The Day in Solidarity with African People acknowledges that because Africans are dispersed and their identity relegated to something called “race,” the white population created a European national identity for itself that was associated with prosperity, science, rationality and everything good and holy.

This Day lets us acknowledge and take responsibility for the level of sheer physical and spiritual terror that white people have inflicted against African people—the rape, beatings, hangings, burnings, shootings, imprisonment, impoverishment, and repression that goes into making human beings commodities and machines for labor, human beings reduced to means of production.

The Day in Solidarity is a self-criticism from the white population for our participation and complicity in the debasement and objectification of African human beings, the murder and forced labor of little children, the sexual assaults, the separation of mother from child, the complete degradation of the African while stealing her brilliance, talents, science, arts, music and skills.

It is an acknowledgement of the diamonds, gold, minerals and resources stolen by the trainload from every inch of Africa even today and brought to Europe and North America for our benefit while most Africans suffer in poverty and oppression without the basics of running water, roads, electricity and resources for food. It is an acknowledgement of the US-backed colonial wars for resources such as in Congo where seven million Africans in the past 10 years, including African children, have been murdered, raped and tortured without even a nod from white people in Europe and America. It is an acknowledgement that the brutal assault on Africa and African people is the foundation of capitalism. Slavery brought wealth to Europe for the first time in a thousand years, ending the system of feudalism and ultimately enabling all white people to climb the ladder to success, prosperity, democracy and the right to share in the stolen loot of African and Indigenous peoples.

The Day in Solidarity lets us state to the world that we recognize that African people forcibly created life for us and wealth for us instead of for themselves and their people. Even if we are white workers or otherwise face oppression by this white power system, we recognize that we sit on the pedestal of the oppression of African people and that our goal should not be to gain more for ourselves sitting on the backs of Africans but to stand in unconditional solidarity with the liberation and unification of Africa and African people, the cornerstone of US imperialism that cannot exist without this oppression.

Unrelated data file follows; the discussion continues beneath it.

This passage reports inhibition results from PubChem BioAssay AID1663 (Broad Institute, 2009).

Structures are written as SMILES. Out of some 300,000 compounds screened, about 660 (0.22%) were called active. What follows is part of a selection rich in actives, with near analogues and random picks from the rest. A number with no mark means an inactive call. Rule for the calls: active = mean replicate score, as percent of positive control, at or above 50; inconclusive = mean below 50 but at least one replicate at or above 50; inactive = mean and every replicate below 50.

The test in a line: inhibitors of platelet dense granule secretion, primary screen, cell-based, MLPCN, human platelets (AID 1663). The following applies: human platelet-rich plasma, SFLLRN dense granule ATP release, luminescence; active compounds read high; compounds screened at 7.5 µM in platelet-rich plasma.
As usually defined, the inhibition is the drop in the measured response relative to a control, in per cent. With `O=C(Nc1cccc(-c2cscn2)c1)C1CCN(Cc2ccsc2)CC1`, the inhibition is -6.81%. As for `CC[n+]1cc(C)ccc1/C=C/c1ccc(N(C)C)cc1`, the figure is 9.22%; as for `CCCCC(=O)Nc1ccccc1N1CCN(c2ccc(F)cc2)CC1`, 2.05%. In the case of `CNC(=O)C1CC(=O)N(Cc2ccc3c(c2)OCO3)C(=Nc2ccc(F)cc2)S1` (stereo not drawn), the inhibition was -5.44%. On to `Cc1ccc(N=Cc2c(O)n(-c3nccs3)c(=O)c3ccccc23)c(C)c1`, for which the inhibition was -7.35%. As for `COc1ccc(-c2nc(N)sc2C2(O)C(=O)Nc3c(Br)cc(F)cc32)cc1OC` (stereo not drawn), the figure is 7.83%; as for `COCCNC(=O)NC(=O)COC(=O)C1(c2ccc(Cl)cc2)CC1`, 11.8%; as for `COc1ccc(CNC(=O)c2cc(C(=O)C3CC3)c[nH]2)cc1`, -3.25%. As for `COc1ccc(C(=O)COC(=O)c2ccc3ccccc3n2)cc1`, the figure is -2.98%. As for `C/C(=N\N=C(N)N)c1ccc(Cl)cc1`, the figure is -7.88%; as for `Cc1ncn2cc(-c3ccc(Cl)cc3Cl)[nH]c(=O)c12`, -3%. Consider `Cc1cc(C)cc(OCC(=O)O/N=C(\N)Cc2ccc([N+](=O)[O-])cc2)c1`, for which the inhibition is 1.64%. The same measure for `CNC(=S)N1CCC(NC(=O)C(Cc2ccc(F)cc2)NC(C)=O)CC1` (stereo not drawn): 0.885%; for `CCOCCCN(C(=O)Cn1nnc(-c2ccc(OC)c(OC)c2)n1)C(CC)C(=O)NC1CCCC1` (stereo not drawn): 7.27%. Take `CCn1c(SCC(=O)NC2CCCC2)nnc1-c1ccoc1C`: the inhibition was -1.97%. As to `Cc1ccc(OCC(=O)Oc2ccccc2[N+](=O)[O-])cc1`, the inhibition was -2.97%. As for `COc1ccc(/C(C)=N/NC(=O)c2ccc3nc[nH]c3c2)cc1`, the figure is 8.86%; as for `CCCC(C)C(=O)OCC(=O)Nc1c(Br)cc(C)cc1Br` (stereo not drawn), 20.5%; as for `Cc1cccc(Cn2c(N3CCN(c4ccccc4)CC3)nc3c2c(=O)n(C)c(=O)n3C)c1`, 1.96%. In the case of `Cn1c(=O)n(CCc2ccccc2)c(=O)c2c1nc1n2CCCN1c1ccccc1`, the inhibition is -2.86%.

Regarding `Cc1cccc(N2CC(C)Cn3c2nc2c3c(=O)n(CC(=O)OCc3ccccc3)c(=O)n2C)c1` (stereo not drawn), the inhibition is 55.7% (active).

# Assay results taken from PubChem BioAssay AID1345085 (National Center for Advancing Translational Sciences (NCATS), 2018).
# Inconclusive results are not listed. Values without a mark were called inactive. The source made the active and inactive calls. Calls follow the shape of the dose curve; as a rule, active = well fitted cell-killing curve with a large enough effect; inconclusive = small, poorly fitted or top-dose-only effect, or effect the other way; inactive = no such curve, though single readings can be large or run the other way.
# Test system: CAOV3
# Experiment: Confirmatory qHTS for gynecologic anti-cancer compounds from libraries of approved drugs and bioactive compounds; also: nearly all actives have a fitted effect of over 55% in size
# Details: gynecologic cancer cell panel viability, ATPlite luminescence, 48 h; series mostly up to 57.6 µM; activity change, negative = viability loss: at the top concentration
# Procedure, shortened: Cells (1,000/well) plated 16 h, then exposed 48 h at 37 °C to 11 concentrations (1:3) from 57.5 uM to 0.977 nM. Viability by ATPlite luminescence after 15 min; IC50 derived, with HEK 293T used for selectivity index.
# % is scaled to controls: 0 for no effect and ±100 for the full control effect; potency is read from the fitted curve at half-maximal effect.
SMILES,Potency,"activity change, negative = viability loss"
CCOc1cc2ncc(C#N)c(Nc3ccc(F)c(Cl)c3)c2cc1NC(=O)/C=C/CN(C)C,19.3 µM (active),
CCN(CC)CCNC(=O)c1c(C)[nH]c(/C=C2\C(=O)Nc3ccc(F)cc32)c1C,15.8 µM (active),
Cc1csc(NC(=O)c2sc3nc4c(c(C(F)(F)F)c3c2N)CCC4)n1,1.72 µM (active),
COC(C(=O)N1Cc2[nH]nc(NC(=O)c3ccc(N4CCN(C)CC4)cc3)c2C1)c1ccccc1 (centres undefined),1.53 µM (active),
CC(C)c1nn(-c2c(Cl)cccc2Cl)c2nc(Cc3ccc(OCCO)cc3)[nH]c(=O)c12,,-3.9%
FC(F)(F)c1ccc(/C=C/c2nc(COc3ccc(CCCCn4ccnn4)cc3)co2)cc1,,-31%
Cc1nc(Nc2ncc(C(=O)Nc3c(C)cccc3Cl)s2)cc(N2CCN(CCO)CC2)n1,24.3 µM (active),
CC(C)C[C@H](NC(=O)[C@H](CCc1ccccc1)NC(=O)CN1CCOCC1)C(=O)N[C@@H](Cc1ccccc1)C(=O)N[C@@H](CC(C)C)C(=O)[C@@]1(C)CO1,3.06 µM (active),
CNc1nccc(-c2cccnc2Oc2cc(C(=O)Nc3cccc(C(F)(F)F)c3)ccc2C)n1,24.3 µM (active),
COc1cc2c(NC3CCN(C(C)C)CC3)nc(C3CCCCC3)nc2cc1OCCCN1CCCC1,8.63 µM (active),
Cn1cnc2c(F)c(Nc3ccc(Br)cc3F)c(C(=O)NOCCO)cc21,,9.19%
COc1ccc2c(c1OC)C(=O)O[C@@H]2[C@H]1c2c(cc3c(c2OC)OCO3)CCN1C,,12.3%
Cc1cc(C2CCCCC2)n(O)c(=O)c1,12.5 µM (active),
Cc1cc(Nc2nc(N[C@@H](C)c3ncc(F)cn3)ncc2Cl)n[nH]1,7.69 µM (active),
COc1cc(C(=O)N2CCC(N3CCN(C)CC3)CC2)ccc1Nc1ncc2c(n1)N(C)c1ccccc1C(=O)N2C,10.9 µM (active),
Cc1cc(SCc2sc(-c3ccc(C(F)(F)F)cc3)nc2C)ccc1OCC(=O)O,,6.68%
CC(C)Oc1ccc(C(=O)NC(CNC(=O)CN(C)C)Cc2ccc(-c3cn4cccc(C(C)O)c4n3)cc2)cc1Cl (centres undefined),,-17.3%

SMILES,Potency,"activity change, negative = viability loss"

The Day in Solidarity with African People is acknowledgement of our stance in unity with the unalienable human right of African people to liberate Africa, rid itself of imposed borders and take back all of its resources and the accumulated wealth resultant from 600 years of plunder. This Day allows us to make it clear that we as white people—even though we are not the ruling class—have been complicit in this terror, benefit from it, and sit on its pedestal.

The Day in Solidarity allows us to declare: Yes, we as white people owe reparations to African people— not as charity which keeps us in power, but as a measure of the return of the wealth, labor, knowledge and talents stolen from Africans and for the pain and suffering of 600 years of terror and violence that fed our well-being.